Of course, using both methods is the best strategy, and there is an example of that in the book. What makes that example all the more salient, is that it involves social networks.

On pages 48-53, True Enough details how, during World War II, researchers were asked by the government to help American moms serve organ meat to their families. There were two obstacles to overcome. The first was purely educational: many American women didn’t know how to cook organ meat. This problem was easily solved, but on its own, it was insufficient. The far bigger problem was how to convince enough women that serving organ meat was not antithetical to their culture. Organ meat, especially in the 1940s, was not something that a good homemaker fed to her family. So how did the researchers address this problem? By talking not to individual women, but rather to social networks.

Gathered in groups, women were told about the shortages of meat and asked for their opinions on how to address the problem. When one suggested organ meat, the researcher leading the group heard all of the women’s objections and answered each as it came up, then asked the women to come to a decision as a group–not as individuals–on whether they would serve organ meat to their families. Women who attended the groups were far more likely than women who were contacted individually to have changed their behavior.

So what?

The lessons we can take from this story, I believe, are that, If we want to change attitudes or behavior, we should:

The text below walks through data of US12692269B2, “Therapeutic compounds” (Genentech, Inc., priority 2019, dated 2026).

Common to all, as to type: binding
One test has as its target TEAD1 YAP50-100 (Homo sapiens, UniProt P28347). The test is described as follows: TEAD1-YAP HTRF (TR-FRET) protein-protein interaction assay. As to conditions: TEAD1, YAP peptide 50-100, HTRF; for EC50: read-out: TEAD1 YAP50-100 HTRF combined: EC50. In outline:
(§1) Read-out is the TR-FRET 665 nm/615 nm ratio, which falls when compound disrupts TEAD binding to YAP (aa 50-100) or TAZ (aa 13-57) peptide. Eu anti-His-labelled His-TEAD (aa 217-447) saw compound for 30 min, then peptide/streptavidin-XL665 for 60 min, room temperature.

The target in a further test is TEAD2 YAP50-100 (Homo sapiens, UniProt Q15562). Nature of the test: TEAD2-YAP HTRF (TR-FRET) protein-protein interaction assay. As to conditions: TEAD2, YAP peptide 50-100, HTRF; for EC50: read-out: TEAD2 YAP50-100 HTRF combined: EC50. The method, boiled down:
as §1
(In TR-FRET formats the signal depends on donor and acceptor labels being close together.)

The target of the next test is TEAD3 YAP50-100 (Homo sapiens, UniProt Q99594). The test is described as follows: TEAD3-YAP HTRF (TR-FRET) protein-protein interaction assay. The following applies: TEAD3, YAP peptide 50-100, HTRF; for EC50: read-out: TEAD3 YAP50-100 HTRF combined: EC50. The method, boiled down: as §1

1. engage people as part of networks, not as isolated individuals
2. include network nodes as part of the conversation (harking back to Connected)
3. listen at least as much as we talk, so that we can respond meaningfully to people’s concerns
4. have as much data as possible, so that we are a credible central route for people who make decisions based on data
5. develop a deep and wide network, so that we are a comprehensive peripheral route for people who make decisions based on relationships

Finally, it bears remarking that we simply cannot hold ourselves to the impossible standard of reaching all the people all the time. Sometimes, we have to remember the line from Cool Hand Luke, sampled by Guns ‘N Roses: “What we’ve got here is failure to communicate. Some men, you just can’t reach. . . .”

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James (Eddie) Barclay

I found the reading assignment very interesting and it validated my own strategy for our internal forum. In order to begin drawing interest to the new forum, I reached out to a select group of my colleagues who are very active in the realm of posting information and sharing their analysis of our field and where it’s going. At the time, I just assumed pulling those folks in would be a great start. This class, and this reading, has helped me understand that I’m developing nodes. Now that I know what I was doing instinctively, I can begin refining my strategy and making it more consistent to encourage greater engagement.